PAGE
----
This is the first time a company achieves this, which gives a comparative advantage to IBM against Google and other technology companies involved in the highly competitive quantum “race”.
Quantum computers, still in their infancy, promise a computing speed much higher than today’s computers. This is because on today’s computers, the bit, the basic information unit, can either get the value ‘0’ or the value ‘1’. But the qubit, the elemental quantum information unit, can take the values ”0″, “1” or “0 and 1” at the same time.
IBM has announced that it has created a system with 20 quantum bits already for use and developed the first experimental IBM Q system with a 50 qubits processor.
The company has announced that its 20 qubits system will be available online to its customers by the end of 2017 in order to explore its practical implementation capabilities. The next generation of IBM’s quantum systems will incorporate the most powerful 50 qubits processor.
The first quantum computer made available online by IBM to anyone interested was in May 2016. In the meantime, the company has made further advances and seems to be ahead of developments by any other competitor. In addition to hardware, IBM continues to develop an entire “ecosystem” of quantum computing, including open source software and educational material for the quantum community of users.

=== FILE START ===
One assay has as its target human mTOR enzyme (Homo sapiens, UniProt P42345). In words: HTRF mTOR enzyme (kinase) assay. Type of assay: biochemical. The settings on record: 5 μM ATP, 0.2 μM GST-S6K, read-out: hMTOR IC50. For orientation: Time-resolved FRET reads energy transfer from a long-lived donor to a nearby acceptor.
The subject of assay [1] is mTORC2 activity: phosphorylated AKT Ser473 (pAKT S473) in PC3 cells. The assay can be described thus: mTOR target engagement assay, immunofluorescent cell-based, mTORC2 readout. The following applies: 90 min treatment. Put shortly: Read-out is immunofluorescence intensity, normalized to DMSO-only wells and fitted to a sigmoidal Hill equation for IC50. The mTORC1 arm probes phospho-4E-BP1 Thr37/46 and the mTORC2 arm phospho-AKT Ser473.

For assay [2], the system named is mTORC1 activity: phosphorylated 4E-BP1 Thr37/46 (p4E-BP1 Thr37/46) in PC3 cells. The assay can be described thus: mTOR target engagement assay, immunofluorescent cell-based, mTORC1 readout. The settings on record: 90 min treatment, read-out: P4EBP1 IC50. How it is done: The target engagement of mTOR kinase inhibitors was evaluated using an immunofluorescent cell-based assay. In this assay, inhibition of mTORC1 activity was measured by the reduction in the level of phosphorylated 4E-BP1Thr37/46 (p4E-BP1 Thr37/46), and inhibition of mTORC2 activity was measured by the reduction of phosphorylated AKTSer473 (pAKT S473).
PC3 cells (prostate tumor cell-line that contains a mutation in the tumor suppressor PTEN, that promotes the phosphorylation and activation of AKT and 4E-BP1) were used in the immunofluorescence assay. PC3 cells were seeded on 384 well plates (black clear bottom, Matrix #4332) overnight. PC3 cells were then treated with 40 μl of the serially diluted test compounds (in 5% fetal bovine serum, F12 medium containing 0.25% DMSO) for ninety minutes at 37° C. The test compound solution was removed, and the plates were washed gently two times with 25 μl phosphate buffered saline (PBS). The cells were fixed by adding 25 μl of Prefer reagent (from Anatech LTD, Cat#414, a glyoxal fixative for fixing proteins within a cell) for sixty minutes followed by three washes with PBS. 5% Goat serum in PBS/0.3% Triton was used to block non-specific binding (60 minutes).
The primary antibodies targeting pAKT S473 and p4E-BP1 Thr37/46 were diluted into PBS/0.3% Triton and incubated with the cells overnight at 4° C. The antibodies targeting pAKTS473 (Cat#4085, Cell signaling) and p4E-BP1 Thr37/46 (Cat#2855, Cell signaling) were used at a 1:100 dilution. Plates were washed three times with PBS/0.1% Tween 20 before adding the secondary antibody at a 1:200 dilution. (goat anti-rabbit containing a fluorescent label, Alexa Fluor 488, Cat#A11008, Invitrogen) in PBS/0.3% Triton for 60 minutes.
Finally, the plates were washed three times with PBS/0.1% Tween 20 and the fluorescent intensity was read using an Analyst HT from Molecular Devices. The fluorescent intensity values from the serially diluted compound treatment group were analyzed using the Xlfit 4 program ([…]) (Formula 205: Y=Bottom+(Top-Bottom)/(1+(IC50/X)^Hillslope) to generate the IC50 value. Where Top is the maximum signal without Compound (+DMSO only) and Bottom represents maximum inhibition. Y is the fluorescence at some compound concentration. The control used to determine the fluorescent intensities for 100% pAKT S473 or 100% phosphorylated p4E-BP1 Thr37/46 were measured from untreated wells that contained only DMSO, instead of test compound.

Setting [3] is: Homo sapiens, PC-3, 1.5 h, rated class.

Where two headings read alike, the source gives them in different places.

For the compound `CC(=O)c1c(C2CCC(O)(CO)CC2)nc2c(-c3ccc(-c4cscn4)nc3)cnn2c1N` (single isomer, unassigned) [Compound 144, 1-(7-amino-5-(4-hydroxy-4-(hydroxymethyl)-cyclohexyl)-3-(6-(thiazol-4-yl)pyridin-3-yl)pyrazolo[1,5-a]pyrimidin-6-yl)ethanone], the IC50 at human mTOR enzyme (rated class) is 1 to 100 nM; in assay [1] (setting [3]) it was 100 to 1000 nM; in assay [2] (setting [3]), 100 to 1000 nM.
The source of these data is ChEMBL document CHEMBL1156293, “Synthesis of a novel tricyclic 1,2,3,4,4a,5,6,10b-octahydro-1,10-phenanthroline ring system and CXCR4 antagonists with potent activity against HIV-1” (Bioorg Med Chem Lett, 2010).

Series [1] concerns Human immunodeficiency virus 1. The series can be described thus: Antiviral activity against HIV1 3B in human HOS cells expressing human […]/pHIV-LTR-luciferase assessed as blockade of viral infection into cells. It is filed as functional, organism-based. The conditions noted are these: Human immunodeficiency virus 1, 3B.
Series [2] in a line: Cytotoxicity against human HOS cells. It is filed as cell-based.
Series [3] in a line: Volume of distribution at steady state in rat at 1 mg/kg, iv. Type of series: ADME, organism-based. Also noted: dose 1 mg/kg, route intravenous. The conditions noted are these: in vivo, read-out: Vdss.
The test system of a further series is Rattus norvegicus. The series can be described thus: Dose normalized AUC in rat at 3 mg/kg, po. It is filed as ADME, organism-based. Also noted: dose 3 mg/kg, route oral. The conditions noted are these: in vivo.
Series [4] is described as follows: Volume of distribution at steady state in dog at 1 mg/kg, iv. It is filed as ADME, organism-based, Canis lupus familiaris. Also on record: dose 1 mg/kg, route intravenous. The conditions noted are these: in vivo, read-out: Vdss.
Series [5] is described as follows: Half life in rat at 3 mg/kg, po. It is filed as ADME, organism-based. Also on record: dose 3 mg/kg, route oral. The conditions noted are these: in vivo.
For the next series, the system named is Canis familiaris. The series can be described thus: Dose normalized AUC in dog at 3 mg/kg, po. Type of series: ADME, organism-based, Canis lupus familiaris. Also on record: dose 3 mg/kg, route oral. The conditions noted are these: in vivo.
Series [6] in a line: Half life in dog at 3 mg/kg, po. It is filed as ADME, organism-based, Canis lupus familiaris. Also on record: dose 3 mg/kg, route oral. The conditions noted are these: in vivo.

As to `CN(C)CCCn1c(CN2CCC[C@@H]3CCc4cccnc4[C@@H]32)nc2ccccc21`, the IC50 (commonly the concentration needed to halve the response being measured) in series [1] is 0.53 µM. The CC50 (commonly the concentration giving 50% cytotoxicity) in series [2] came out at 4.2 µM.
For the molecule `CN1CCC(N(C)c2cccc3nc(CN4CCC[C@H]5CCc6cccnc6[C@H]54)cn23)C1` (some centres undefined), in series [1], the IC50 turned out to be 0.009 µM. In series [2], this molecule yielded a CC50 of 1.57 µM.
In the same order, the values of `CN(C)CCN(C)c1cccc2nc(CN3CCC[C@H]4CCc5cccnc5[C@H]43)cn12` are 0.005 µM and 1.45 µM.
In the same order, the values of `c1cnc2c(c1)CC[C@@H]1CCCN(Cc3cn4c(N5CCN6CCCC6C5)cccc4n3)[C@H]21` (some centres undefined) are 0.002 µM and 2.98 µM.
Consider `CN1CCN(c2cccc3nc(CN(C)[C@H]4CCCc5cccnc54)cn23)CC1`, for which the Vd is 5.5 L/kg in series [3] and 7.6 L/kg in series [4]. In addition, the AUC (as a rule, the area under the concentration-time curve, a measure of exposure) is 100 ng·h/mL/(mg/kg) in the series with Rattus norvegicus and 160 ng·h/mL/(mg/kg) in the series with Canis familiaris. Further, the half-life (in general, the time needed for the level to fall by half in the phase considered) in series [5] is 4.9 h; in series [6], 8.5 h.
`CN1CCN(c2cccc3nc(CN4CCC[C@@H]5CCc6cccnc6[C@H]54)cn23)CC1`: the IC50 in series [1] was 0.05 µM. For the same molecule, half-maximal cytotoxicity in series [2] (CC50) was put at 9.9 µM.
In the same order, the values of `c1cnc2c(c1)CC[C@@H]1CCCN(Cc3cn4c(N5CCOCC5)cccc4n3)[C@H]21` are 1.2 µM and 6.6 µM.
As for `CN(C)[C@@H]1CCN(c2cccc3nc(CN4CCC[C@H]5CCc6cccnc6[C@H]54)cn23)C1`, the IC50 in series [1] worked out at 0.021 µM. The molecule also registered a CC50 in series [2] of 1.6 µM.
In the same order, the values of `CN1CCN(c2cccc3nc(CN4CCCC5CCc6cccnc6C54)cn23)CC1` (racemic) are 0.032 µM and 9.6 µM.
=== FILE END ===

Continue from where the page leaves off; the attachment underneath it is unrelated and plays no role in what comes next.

Already, more than 60,000 users from around the world (universities, research centers, schools, etc.) have carried out more than 1.7 million online quantum experiments on IBM computers. At the same time, IBM collaborates with other companies (Samsung, Honda, Hitachi, Canon, etc.) to develop industrial and other practical quantum applications.